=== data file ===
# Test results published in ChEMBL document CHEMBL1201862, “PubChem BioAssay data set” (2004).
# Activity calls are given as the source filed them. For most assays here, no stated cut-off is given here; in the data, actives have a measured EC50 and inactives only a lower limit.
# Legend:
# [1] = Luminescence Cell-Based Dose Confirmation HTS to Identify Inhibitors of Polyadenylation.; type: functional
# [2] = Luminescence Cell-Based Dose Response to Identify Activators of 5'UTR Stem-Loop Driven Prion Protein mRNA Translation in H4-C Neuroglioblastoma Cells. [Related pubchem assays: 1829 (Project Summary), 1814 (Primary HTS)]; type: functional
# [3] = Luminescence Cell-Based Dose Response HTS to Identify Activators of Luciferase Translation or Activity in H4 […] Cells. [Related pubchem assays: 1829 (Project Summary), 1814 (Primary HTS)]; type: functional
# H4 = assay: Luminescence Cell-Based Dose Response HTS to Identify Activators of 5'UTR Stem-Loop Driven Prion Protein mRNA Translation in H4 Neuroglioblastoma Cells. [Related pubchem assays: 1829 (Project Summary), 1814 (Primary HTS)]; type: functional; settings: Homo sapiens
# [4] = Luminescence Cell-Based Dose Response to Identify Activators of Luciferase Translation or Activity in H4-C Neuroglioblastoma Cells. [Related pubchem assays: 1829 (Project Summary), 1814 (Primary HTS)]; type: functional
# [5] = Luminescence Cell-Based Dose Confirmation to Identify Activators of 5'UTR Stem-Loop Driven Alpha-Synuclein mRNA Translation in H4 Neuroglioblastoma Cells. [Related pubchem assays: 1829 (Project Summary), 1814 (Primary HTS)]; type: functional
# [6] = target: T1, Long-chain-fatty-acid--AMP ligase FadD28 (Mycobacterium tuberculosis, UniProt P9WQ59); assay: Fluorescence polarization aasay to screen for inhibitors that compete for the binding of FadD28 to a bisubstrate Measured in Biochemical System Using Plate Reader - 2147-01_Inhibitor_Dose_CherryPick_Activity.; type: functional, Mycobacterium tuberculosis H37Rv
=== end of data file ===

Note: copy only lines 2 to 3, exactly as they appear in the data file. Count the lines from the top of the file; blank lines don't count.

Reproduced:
# Activity calls are given as the source filed them. For most assays here, no stated cut-off is given here; in the data, actives have a measured EC50 and inactives only a lower limit.
# Legend: